Speaker Pelosi brought together a congressional delegation (CODEL) of thirteen House members plus one U.S. Senator to travel to Madrid, Spain for the U.N. Climate Change Summit (COP 25). It’s not like they have anything else to do at the end of the year before Congress leaves for its long Christmas break, right?

The Speaker’s office released a statement as she headed out the door. Senator Sheldon Whitehouse is the lone member of the Senate. The House members, besides Pelosi, are Chairman Frank Pallone (D-NJ), Committee on Energy and Commerce, Chairwoman Eddie Bernice Johnson (D-TX), Committee on Science, Space, Technology, Chairman Raúl Grijalva (D-AZ), Committee on Natural Resources, Chairwoman Kathy Castor (D-FL), Select Committee on the Climate Crisis, Rep. Betty McCollum (D-MN), Rep. Suzanne Bonamici (D-OR), Rep. Julia Brownley (D-CA), Rep. Jared Huffman (D-CA), Rep. Scott Peters (D-CA), Rep. Debbie Dingell (D-MI), Rep. Mike Levin (D-CA), Rep. Sean Casten (D-IL), and Rep. Joe Neguse (D-CO).

“It is a privilege to accompany a high-level Congressional delegation to Spain to combat the existential threat of our time: the climate crisis,” said Speaker Pelosi. “On behalf of the United States Congress, I extend my gratitude to the Spanish government for hosting this critical meeting, and for elevating the priority of the climate crisis to the forefront of the international conversation.”

“Taking action to protect our planet is a public health decision for clean air and clean water for our children, an economic decision for creating the green, good-paying jobs of the future, a national security decision to address resource competition and climate migration and also a moral decision to be good stewards of God’s creation and pass a sustainable, healthy planet to the next generation,” Speaker Pelosi continued. “On behalf of the U.S. Congress, I am proud to travel to COP25 to reaffirm the commitment of the American people to combating the climate crisis.”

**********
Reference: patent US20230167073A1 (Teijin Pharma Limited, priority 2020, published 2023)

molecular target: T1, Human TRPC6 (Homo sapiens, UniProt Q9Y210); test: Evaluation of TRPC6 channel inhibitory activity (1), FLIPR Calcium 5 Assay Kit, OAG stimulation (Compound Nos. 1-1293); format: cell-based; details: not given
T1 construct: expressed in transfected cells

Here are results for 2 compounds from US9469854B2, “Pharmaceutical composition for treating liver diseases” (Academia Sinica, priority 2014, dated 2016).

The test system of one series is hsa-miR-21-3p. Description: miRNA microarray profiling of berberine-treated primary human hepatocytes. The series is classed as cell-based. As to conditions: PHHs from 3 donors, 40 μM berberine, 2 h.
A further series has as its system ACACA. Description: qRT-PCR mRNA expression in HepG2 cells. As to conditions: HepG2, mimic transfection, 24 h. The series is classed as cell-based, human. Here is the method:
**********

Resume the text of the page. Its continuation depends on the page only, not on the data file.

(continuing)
The last day of the session before Christmas break is December 12. USMCA (NAFTA 2), for example, awaits congressional action. Mexico ratified the agreement last June, and it appears that Justin Trudeau will ratify it on the Canadian side. It’s up to Congress now to finish the process. President Trump signed off on it last year. The agreement awaits a vote in the House.

COP 25 is a two-week conference, though there is no indication that Pelosi’s CODEL will remain for the entirety. As it kicked off Monday, UN secretary-general Antonio Guterres dramatically declared “the point of no return is no longer over the horizon”. “It is in sight and hurtling towards us.” Ironically, he calls for hope over surrender. The conference is to bolster the 2015 Paris Accord agreement. As you know, President Trump has followed through on his campaign promise to take the U.S. out of the agreement. That process has begun. No more drilling, says Mr. Guterres.

Mr Guterres warned: “In the crucial 12 months ahead, it is essential that we secure more ambitious national commitments — particularly from the main emitters — to immediately start reducing greenhouse gas emissions at a pace consistent to reaching carbon neutrality by 2050.

“We simply have to stop digging and drilling and take advantage of the vast possibilities offered by renewable energy and nature-based solutions.”

Besides firming up the Paris agreement, leaders and delegates from about 200 countries hope to establish new international rules for emissions trading and agree on compensation (wealth redistribution) for poorer countries already affected by global warming. The pledges made under the Paris agreement are not enough, you see, and there is a need now for “transformational action”. Like other alarmists, Guterres lays the blame for sea-level rise, drought, and storms at the feet of a global climate crisis.

Spain’s president (the host country) made a not-so-veiled slam to President Trump. He wasn’t quite brave enough to actually use the president’s name, though. No doubt his remarks and those of Guterres speak to the tone of this conference.

“No one can independently pull out of this challenge,” Sanchez told delegates. “There is no wall high enough to protect any country from this challenge, however powerful they are.”

That fact is that the United States has cut levels of carbon emissions and greenhouse gases above what others have done. Just like the Kyoto Protocol during the Clinton administration, the Paris agreement was never submitted to Congress for ratification by the Obama administration. Democrat presidents commit the U.S. to these absurd international agreements yet are not bold enough to actually try to get Congress to sign off and ratify the agreements. This is why Trump can withdraw the United States from the Paris Accord.

Pelosi and her delegation have no authority to make any deals at the conference. They can meet with officials and pose for photo ops. It’s just another taxpayer-funded trip that will amount to nothing more than a wonky kind of vacation for lawmakers.

She can arrogantly declare “We’re still in it” all she wants. She’s not president, though, and the one we have says we’re not.